During a presidential campaign, the temptation is always to melodrama. Having spent most of 20 years lamenting the vanishing professional ethics of the news media, I nevertheless found myself gobsmacked, as the Brits say, by Newsweek's cover story by Harvard University historian Niall Ferguson entitled "Obama's Gotta Go."
Ferguson's surely entitled to his opinions (although not his vote, as he's a British subject, not an American citizen) but to paraphrase the late Sen. Daniel Patrick Moynihan, he's not entitled to his own facts. Riddled with ludicrous errors and manifest deceptions, the article's publication on the cover of a major news magazine at first struck me as ominous.
That Ferguson's a professor made things worse. Academics theoretically hold themselves to more strenuous standards than journalists. I even found myself rummaging around in the University of Virginia honor code, where I went to school, for definitions of academic fraud.
And yes, it's that bad. Vote for whomever you like. But if you make your choice based upon the following howler, then you've been had: "The president pledged that health-care reform would not add a cent to the deficit," Ferguson charged. "But the CBO and the Joint Committee on Taxation now estimate that the insurance-coverage provisions of the [Affordable Care Act] will have a net cost of close to $1.2 trillion over the 2012–22 period."
In fact, as New York Times columnist and Princeton economist Paul Krugman pointed out, the Congressional Budget Office concluded that Obamacare will actually reduce the yearly budget deficit by an estimated $210 billion over the decade. There's a chart documenting that non-obscure fact on page two of the CBO report.
Krugman demanded a correction by Newsweek.
Instead, editor Tina Brown's latest plaything allowed Ferguson to double-down. Rather than apologize, he posted an online rejoinder calling Krugman's objection "truly feeble," and boasting that he'd "very deliberately" written " 'the insurance coverage provisions of the ACA,' not 'the ACA.' "
In short, Ferguson very deliberately misled his readers to the tune of $1.4 trillion — considering only the debit half of Obamacare's balance sheet, but not its revenues and savings. Then he falsely cited the CBO to cover his tracks.
Even his alibi quoted the CBO report out of context. Internet sleuths quickly caught him out. A flabbergasted John Cassidy summarized in the New Yorker: "[O]ne more time: The Oxford-trained, Harvard-employed, Newsweek contributor Niall Ferguson just edited the CBO report to change its meaning."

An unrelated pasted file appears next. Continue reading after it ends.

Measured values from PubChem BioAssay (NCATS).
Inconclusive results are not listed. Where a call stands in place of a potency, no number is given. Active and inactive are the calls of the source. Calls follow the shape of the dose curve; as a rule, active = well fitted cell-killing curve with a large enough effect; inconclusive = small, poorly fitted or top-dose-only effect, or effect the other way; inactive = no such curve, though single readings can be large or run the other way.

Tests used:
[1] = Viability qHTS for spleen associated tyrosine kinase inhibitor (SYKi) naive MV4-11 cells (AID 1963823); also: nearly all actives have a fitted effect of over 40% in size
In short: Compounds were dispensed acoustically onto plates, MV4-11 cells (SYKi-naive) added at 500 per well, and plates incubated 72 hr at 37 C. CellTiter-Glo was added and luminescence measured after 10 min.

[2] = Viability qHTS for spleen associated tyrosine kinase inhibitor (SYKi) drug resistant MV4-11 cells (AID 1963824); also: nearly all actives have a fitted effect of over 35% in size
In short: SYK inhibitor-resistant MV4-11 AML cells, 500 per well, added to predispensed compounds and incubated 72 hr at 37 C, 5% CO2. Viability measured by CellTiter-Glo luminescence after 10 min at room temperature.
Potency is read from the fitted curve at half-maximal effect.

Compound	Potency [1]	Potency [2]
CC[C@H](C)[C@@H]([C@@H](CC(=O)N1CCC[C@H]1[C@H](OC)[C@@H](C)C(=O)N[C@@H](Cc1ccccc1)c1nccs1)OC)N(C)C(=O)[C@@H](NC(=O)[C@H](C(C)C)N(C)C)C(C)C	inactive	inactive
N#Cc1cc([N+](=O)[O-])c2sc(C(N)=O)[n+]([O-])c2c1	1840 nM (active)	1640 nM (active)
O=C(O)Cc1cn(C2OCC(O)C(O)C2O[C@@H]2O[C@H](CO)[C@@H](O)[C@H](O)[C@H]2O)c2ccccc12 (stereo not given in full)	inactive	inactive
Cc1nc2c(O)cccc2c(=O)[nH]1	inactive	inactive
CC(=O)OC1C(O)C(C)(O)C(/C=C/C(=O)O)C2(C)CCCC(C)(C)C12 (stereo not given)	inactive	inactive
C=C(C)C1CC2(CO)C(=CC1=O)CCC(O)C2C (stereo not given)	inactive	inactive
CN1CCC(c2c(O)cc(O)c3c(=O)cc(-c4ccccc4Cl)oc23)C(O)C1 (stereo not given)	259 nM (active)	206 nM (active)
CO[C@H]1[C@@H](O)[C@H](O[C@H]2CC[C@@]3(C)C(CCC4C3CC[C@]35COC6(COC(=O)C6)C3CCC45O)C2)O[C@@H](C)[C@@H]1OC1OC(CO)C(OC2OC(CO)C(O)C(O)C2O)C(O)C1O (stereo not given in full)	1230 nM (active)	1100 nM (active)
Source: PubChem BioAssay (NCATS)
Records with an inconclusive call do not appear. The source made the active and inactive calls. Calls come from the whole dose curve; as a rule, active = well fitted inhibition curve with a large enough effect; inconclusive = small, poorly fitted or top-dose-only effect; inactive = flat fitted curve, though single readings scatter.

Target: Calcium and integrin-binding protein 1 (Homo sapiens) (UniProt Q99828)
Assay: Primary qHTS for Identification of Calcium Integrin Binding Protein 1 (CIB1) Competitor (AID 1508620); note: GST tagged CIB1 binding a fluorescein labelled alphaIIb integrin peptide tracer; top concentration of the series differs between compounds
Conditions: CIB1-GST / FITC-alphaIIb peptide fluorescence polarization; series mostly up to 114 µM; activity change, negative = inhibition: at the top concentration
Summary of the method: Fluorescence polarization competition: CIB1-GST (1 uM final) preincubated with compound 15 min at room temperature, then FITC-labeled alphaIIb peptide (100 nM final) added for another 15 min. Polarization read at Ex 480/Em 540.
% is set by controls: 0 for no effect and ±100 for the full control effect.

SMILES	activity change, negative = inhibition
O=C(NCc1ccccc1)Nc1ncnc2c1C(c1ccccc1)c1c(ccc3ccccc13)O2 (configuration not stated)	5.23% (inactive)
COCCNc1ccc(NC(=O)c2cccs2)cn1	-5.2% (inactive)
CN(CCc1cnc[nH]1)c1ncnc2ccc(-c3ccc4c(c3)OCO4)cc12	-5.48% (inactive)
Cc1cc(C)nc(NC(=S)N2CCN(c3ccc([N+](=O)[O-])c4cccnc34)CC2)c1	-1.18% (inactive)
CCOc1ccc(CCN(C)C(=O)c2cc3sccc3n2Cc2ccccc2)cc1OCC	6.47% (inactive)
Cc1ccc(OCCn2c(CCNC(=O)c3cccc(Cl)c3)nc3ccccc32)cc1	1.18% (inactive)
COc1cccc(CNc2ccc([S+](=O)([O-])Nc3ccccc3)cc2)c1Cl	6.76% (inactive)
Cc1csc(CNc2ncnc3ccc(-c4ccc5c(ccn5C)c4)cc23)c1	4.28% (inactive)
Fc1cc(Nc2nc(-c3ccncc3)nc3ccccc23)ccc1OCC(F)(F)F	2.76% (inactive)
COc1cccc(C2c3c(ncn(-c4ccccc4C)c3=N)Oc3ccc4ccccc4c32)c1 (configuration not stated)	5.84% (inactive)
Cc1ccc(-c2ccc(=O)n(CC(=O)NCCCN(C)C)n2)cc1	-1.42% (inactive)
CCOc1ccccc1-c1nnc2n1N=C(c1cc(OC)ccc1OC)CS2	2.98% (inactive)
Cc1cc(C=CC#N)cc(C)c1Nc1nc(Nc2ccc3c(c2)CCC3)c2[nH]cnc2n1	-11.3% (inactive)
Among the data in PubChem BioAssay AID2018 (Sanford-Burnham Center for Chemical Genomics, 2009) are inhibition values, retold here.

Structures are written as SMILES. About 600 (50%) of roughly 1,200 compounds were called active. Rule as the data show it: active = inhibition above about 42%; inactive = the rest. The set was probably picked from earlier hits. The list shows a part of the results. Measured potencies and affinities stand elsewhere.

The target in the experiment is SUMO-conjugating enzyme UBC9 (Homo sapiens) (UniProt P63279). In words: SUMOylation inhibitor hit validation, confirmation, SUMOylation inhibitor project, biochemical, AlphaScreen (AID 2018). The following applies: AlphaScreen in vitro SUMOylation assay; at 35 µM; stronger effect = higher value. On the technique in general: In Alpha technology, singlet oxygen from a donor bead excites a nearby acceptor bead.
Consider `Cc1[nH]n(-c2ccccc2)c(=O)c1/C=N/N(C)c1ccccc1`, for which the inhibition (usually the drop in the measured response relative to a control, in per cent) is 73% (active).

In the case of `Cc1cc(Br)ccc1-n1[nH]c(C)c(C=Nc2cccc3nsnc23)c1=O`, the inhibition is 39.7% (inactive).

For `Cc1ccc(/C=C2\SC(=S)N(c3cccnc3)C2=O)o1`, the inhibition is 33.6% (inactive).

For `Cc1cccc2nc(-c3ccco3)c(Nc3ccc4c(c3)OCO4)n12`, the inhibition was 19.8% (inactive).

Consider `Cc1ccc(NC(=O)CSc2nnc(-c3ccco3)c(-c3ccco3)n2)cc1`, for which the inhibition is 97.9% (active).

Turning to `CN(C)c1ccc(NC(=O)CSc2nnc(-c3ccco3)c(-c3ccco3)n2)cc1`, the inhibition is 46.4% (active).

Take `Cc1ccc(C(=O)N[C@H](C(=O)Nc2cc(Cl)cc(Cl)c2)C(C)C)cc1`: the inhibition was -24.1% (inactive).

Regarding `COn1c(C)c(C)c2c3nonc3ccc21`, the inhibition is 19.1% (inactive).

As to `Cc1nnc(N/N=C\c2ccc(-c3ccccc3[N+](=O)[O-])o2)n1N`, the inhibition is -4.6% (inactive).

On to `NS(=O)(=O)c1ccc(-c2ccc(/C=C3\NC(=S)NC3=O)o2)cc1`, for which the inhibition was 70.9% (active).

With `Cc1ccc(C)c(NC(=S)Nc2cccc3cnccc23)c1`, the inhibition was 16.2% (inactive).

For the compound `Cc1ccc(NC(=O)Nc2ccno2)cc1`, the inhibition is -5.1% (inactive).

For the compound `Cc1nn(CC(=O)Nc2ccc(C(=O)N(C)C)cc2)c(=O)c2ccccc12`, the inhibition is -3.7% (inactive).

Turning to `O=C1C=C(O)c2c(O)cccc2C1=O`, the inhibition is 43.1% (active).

To repeat, it's perfectly legitimate to doubt the CBO's conclusions or to argue that Obamacare will prove a budget buster. What's not OK is falsifying quotes and misrepresenting data.
(According to the UVa student Honor Code, "alteration of data to deliberately mislead," constitutes academic fraud, punishable by expulsion. With Harvard alumni crying foul from sea to shining sea, I just thought I'd throw that in.)
Nor is it just Obamacare that makes Ferguson crazy. His Newsweek article is riddled with similar absurdities everywhere you look. Writing in The Atlantic, Matthew O'Brien documented a dozen factual/logical blunders the embattled historian couldn't explain away.
Some are so transparent as to evoke laughter, such as Ferguson's complaint that while the stock market has risen 74% on Obama's watch, "the total number of private-sector jobs is still 4.3 million below the January 2008 peak."
What happened next, if you've forgotten, was the worst financial crisis since the 1930s. By the time of Obama's 2009 inauguration, the economy was shedding 750,000 jobs a month.
If hardly anybody's happy with the 427,000 private sector jobs added to the US economy since Obama took over, blaming him for a crisis he inherited is hardly playing the game.
Then there's Ferguson's fraudulent lament that "nearly half the population is not represented on a taxable return....We are becoming the 50-50 nation — half of us paying the taxes, the other half receiving the benefits."
Never mind that the Bush administration wrote the current tax code. People who don't pay federal income taxes do pay many other kinds of taxes. Challenged by The Atlantic's O'Brien, Ferguson again resorted to weasel-words, sniffing that "I specifically said 'taxable return.' "
Do let's be charitable. It's remotely possible that Ferguson doesn't know that almost every American with any income whatsoever must file a return remitting payroll taxes which in turn finance Social Security and Medicare — the U.S. government's two largest benefit programs by far.
In short, the tax lament's humbug too.
I'm not one to wax sentimental about the glory days at Newsweek. But when I worked there during the 1980s, a phalanx of fact-checkers would have spiked Ferguson's screed before it reached galley proofs. Today's magazine employs none. Meanwhile, the good news is the vigorous, Internet-driven pushback the article's gotten.
Exactly why a man like Ferguson would sacrifice his academic reputation for the sake of this demagogic rubbish is a bit of a mystery.
The usual answer, however, is the lure of power.